A bank security primer on 'structuring'

New form of money laundering seeks to stay under traditional federal oversights


NEW YORK – March 12, 2008 – A commonly-used form of money laundering called “structuring” has recently emerged in the news.

According to Dr. Michael Recce, chief scientist at Fortent, a New York company focused on risk, compliance and information technology, “Structuring is a favorite method used by money launderers to attempt to avoid detection."

“Due to the Bank Secrecy Act and the USA PATRIOT Act regulations, banks are required to report customer transactions of $10,000 or more to federal authorities," said Recce. "So in order to get around these requirements, an individual could ‘structure’ or divide payments into a set of transactions where each individual transaction is below this $10,000 threshold. This maneuver increases the chances that the individual would fly under the radar of banks’ compliance departments.

“Divided transactions raise suspicion levels, and banks have systems in place to detect just this sort of criminal behavior.”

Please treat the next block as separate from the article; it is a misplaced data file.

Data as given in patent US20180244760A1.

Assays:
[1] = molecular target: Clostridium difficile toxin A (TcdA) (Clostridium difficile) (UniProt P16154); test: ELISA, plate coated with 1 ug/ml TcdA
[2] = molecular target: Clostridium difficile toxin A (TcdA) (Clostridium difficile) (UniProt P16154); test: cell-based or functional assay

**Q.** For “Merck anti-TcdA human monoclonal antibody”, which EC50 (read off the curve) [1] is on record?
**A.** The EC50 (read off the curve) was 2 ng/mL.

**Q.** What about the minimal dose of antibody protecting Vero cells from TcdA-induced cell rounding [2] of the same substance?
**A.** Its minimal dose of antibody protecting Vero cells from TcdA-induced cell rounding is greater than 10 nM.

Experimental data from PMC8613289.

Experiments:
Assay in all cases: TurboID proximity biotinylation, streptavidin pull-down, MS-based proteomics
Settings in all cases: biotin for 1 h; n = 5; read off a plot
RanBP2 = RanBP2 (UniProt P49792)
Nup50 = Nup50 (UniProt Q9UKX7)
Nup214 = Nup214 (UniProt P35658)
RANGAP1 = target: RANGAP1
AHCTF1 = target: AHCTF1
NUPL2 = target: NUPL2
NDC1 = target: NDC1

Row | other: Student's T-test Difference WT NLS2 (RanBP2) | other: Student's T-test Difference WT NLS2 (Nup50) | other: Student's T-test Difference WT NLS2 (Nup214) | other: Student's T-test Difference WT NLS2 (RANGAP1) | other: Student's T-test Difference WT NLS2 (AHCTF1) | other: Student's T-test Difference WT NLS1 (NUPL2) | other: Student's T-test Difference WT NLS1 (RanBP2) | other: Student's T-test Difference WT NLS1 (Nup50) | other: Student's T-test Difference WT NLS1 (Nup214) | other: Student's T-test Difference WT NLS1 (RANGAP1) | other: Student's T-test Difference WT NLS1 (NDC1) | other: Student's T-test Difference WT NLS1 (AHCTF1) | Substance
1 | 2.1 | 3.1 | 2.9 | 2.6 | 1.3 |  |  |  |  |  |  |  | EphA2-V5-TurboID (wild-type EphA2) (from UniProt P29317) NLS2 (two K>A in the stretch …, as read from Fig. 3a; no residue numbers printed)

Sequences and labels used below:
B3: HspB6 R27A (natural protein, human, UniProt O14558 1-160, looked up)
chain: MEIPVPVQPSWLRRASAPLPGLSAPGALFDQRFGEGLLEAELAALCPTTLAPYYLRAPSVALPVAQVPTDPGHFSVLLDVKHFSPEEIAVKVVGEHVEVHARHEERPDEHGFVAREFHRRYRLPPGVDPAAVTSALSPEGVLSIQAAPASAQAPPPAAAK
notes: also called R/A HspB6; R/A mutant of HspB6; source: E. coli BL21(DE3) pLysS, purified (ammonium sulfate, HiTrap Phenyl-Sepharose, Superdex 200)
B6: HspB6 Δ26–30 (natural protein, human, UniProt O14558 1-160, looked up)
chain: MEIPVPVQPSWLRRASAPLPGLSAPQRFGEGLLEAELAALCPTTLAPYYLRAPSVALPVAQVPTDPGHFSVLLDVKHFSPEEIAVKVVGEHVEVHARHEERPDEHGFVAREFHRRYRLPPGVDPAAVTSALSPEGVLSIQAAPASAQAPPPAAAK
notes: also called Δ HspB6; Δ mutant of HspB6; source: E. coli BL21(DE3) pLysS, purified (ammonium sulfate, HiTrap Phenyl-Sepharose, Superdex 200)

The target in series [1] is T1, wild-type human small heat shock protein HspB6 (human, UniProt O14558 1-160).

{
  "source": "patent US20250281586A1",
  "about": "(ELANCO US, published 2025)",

Common signs of structuring, said Recce, include:

1. Movement of cash in multiple transactions under $10,000 – “Obviously, not every transaction of under $10,000 is suspect, but if banks see a pattern of cash movement to the same account when it doesn’t seem to make sense, this raises red flags.”

2. Attempts to take the sender’s name off wire transfers – “If you have nothing to hide, why would you try to conceal your transactions?”

3. Large cash deposits made to ATMs – “Most people deposit checks, not cash, into ATMs, so banks’ systems tend to raise red flags for these types of transactions.”

“To detect structuring,” says Dr. Recce, “anti-money laundering systems, such as Fortent’s, look for situations in which multiple transactions of slightly under $10,000 are performed within short periods of time, possibly at multiple branches or locations of a bank.”